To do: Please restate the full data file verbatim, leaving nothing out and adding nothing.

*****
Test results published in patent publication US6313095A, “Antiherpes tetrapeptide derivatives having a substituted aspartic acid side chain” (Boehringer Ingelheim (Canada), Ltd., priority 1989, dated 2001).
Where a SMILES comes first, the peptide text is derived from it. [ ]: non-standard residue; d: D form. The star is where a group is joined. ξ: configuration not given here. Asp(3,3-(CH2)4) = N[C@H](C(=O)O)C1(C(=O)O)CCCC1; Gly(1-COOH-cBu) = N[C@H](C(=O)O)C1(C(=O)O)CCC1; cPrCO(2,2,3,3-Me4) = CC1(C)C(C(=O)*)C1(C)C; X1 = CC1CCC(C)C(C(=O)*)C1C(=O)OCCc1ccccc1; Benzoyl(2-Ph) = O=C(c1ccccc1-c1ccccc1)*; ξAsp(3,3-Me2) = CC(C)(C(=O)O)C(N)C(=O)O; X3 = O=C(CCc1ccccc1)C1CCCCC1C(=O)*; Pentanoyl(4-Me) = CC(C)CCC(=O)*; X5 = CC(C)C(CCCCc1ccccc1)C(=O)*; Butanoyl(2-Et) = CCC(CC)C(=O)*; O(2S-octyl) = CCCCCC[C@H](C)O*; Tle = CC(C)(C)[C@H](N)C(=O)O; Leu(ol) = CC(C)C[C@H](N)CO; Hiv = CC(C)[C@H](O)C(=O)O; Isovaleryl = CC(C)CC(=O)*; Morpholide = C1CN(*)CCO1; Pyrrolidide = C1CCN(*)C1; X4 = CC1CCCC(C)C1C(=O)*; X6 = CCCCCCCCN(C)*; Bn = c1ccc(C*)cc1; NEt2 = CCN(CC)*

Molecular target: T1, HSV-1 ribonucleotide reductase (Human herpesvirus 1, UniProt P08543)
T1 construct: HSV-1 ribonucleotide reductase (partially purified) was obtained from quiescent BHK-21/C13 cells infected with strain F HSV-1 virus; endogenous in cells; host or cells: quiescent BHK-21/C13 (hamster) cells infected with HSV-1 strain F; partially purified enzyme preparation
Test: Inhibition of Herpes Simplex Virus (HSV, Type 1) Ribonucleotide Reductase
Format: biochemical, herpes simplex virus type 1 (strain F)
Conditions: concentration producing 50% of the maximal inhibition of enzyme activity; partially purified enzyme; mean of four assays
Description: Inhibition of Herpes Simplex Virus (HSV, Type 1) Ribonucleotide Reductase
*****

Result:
Test results published in patent publication US6313095A, “Antiherpes tetrapeptide derivatives having a substituted aspartic acid side chain” (Boehringer Ingelheim (Canada), Ltd., priority 1989, dated 2001).
Where a SMILES comes first, the peptide text is derived from it. [ ]: non-standard residue; d: D form. The star is where a group is joined. ξ: configuration not given here. Asp(3,3-(CH2)4) = N[C@H](C(=O)O)C1(C(=O)O)CCCC1; Gly(1-COOH-cBu) = N[C@H](C(=O)O)C1(C(=O)O)CCC1; cPrCO(2,2,3,3-Me4) = CC1(C)C(C(=O)*)C1(C)C; X1 = CC1CCC(C)C(C(=O)*)C1C(=O)OCCc1ccccc1; Benzoyl(2-Ph) = O=C(c1ccccc1-c1ccccc1)*; ξAsp(3,3-Me2) = CC(C)(C(=O)O)C(N)C(=O)O; X3 = O=C(CCc1ccccc1)C1CCCCC1C(=O)*; Pentanoyl(4-Me) = CC(C)CCC(=O)*; X5 = CC(C)C(CCCCc1ccccc1)C(=O)*; Butanoyl(2-Et) = CCC(CC)C(=O)*; O(2S-octyl) = CCCCCC[C@H](C)O*; Tle = CC(C)(C)[C@H](N)C(=O)O; Leu(ol) = CC(C)C[C@H](N)CO; Hiv = CC(C)[C@H](O)C(=O)O; Isovaleryl = CC(C)CC(=O)*; Morpholide = C1CN(*)CCO1; Pyrrolidide = C1CCN(*)C1; X4 = CC1CCCC(C)C1C(=O)*; X6 = CCCCCCCCN(C)*; Bn = c1ccc(C*)cc1; NEt2 = CCN(CC)*

Molecular target: T1, HSV-1 ribonucleotide reductase (Human herpesvirus 1, UniProt P08543)
T1 construct: HSV-1 ribonucleotide reductase (partially purified) was obtained from quiescent BHK-21/C13 cells infected with strain F HSV-1 virus; endogenous in cells; host or cells: quiescent BHK-21/C13 (hamster) cells infected with HSV-1 strain F; partially purified enzyme preparation
Test: Inhibition of Herpes Simplex Virus (HSV, Type 1) Ribonucleotide Reductase
Format: biochemical, herpes simplex virus type 1 (strain F)
Conditions: concentration producing 50% of the maximal inhibition of enzyme activity; partially purified enzyme; mean of four assays
Description: Inhibition of Herpes Simplex Virus (HSV, Type 1) Ribonucleotide Reductase